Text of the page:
It must be said that Quincy isn’t really a towering destination city. Most people who bunk down here are doing so because it’s a cheaper alternative to living in Boston, but enough people have caught on that this little city of 91,000 can boast more than its fair share of amenities, including a strong local food and boutique culture. It can do well at keeping even the most adventurous spirit entertained – even if it’s just providing a T line into Boston. If an urban New England compromise is what you’re after, Quincy is it! Happy hunting!

Rent Report

January 2018 Quincy Rent Report

Welcome to the January 2018 Quincy Rent Report. Quincy rents declined over the past month. In this report, we'll evaluate trends in the Quincy rental market, including comparisons to cities throughout the metro, state, and nation.

Quincy rents declined over the past month

Quincy rents have declined 1.3% over the past month, but are up moderately by 3.6% in comparison to the same time last year. Currently, median rents in Quincy stand at $1,460 for a one-bedroom apartment and $1,810 for a two-bedroom. This is the third straight month that the city has seen rent decreases after an increase in September. Quincy's year-over-year rent growth leads the state average of 1.9%, as well as the national average of 2.8%.

Rents rising across the Boston Metro

Throughout the past year, rent increases have been occurring not just in the city of Quincy, but across the entire metro. Of the largest 10 cities that we have data for in the Boston metro, 9 of them have seen prices rise. Here's a look at how rents compare across some of the largest cities in the metro.

  • Lawrence has seen the fastest rent growth in the metro, with a year-over-year increase of 5.3%. The median two-bedroom there costs $1,660, while one-bedrooms go for $1,340.
  • Over the past month, Framingham has seen the biggest rent drop in the metro, with a decline of 1.8%. Median two-bedrooms there cost $1,810, while one-bedrooms go for $1,460.
  • Haverhill has the least expensive rents in the Boston metro, with a two-bedroom median of $1,460; rents decreased 0.2% over the past month but were up 2.4% over the past year.
  • Newton has the most expensive rents of the largest cities in the Boston metro, with a two-bedroom median of $2,210; rents went down 1.0% over the past month but rose 2.0% over the past year.

Many large cities nationwide show more affordable rents compared to Quincy

As rents have increased moderately in Quincy, a few large cities nationwide have seen rents grow more modestly, or in some cases, even decline. Compared to most large cities across the country, Quincy is less affordable for renters.

  • Quincy's median two-bedroom rent of $1,810 is above the national average of $1,160. Nationwide, rents have grown by 2.8% over the past year compared to the 3.6% rise in Quincy.
  • While Quincy's rents rose moderately over the past year, the city of DC saw a decrease of 0.3%.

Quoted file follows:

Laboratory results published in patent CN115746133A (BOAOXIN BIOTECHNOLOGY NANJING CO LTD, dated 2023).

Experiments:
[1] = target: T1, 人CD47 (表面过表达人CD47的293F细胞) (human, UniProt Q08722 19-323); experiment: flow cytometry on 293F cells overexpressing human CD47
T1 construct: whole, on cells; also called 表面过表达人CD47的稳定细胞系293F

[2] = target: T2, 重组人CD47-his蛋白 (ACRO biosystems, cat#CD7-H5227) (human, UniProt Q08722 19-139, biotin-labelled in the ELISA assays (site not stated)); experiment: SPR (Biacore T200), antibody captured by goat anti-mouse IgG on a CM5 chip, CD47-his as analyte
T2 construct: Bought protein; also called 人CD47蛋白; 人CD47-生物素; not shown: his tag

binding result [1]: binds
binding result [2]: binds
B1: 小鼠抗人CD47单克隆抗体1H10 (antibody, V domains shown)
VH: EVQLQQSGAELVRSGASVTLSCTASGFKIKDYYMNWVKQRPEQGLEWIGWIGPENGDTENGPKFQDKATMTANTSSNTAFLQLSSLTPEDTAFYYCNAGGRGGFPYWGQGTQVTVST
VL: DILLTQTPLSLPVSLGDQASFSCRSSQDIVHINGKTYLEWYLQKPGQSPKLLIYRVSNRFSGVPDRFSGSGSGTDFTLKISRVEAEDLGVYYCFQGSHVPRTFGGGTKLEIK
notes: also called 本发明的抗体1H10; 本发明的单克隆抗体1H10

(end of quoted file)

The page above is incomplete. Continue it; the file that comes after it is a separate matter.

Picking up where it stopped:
• Renters will generally find more expensive prices in Quincy than most large cities. For example, Philadelphia has a median 2BR rent of $1,160, where Quincy is more than one-and-a-half times that price.

For more information check out our national report. You can also access our full data for cities and counties across the U.S. at this link.
City Median 1BR price Median 2BR price M/M price change Y/Y price change
Boston $1,660 $2,050 -0.3% 1.9%
Lowell $1,210 $1,500 -0.0% 2.1%
Cambridge $1,760 $2,180 0.0% 1.0%
Brockton $1,300 $1,610 -0.4% -0.2%
Quincy $1,460 $1,810 -1.3% 3.6%
Newton $1,780 $2,210 -1.0% 2.0%
Lawrence $1,340 $1,660 0.4% 5.3%
Somerville $1,610 $1,990 -0.5% 2.4%
Framingham $1,460 $1,810 -1.8% 2.0%
Haverhill $1,180 $1,460 -0.2% 2.4%
See more

Methodology - Recent Updates:

Data from private listing sites, including our own, tends to skew toward luxury apartments, which introduces sample bias when estimates are calculated directly from these listings. To address these limitations, we’ve recently made major updates to our methodology, which we believe have greatly improved the accuracy and reliability of our estimates.

Read more about our new methodology below, or see a more detailed post here.


Apartment List is committed to making our rent estimates the best and most accurate available. To do this, we start with reliable median rent statistics from the Census Bureau, then extrapolate them forward to the current month using a growth rate calculated from our listing data. In doing so, we use a same-unit analysis similar to Case-Shiller’s approach, comparing only units that are available across both time periods to provide an accurate picture of rent growth in cities across the country.

Our approach corrects for the sample bias inherent in other private sources, producing results that are much closer to statistics published by the Census Bureau and HUD. Our methodology also allows us to construct a picture of rent growth over an extended period of time, with estimates that are updated each month.

Read more about our methodology here.

About Rent Reports:

Apartment List publishes monthly reports on rental trends for hundreds of cities across the U.S. We intend these reports to be a source of reliable information that help renters and policymakers make sound decisions, and we invest significant time and effort in gathering and analyzing rent data. Our work is covered regularly by journalists across the country.

We are continuously working to improve our methodology and data, with the goal of providing renters with the information that they need to make the best decisions.